LA County’s Program for Poorest-of-Poor Discriminates Against Disabled

Los Angeles (LA) County’s Department of Public Social Services (DPSS) fails to accommodate the most vulnerable — mentally and developmentally disabled homeless people applying for subsistence benefits under General Relief (GR).  The bureaucratic system and complicated application process violate federal and state laws, which prohibit discrimination against people with disabilities.

GR is LA County’s program for the poorest-of-poor.  The requirement to apply in-person places a heavy burden on applicants given the chaotic and often crowded environments within DPSS offices.  This is especially problematic for those suffering from schizophrenia, anxiety disorders or severe depression.  When people with mental and developmental disabilities obtain benefits, they are faced with a number of onerous requirements, which they are unable to meet to maintain them.

In November 2015, Tim Laraway, Los Angeles Catholic Worker, Independent Living Center of Southern California and Housing Works, filed suit in federal court to stop these discriminatory practices.  Disability Rights Legal Center, Legal Aid Foundation of Los Angeles, Western Center on Law and Poverty, and Morrison & Foerster LLP are representing these clients.

“I had to go to DPSS three times to get GR,” said Laraway.  “I even told the person at the window that I needed help, but they just wouldn’t give it to me.”

An estimated 30 to 40 percent of homeless have mental disabilities and need help, but DPSS identifies only 8 percent of GR applicants as needing special assistance.  This means only one out of every four or five applicants receives the accommodations he or she needs to complete an application, even when an applicant shows obvious signs of mental disability like talking to oneself or screaming incoherently.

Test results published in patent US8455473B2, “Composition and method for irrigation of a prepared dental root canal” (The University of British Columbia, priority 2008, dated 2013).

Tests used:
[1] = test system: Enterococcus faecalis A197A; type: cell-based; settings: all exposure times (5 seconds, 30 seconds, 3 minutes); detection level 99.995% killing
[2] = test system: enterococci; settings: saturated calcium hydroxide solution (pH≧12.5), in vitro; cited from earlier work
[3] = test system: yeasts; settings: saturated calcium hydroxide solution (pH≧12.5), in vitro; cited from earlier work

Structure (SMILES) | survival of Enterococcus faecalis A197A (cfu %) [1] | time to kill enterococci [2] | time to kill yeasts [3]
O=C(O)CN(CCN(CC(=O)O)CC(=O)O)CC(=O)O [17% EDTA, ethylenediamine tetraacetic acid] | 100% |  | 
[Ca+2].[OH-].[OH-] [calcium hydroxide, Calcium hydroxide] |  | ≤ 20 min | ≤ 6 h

For those with mental and developmental disabilities, the long application process can present a daunting and insurmountable barrier to securing GR benefits.  Mental health workers and other advocates have witnessed their clients suffer anxiety attacks and other symptoms while waiting for service.

Those who obtain GR benefits are often wrongly terminated because their mental disabilities were not initially recognized.  As a result, they were not given the special assistance needed to comply with or to be exempt from GR rules.

The lawsuit demands DPSS take the following actions:  1) Make reasonable accommodations for those with mental and developmental disabilities; 2) Stop termination of benefits to those not correctly identified as needing special assistance and unable to comply with program rules; and 3) Declare the current system, which denies meaningful access for the disabled, unlawful.

Los Angeles County is required to provide for its homeless and destitute residents through General Relief.  It must remove barriers it has put in place so the most vulnerable can receive the help they need.

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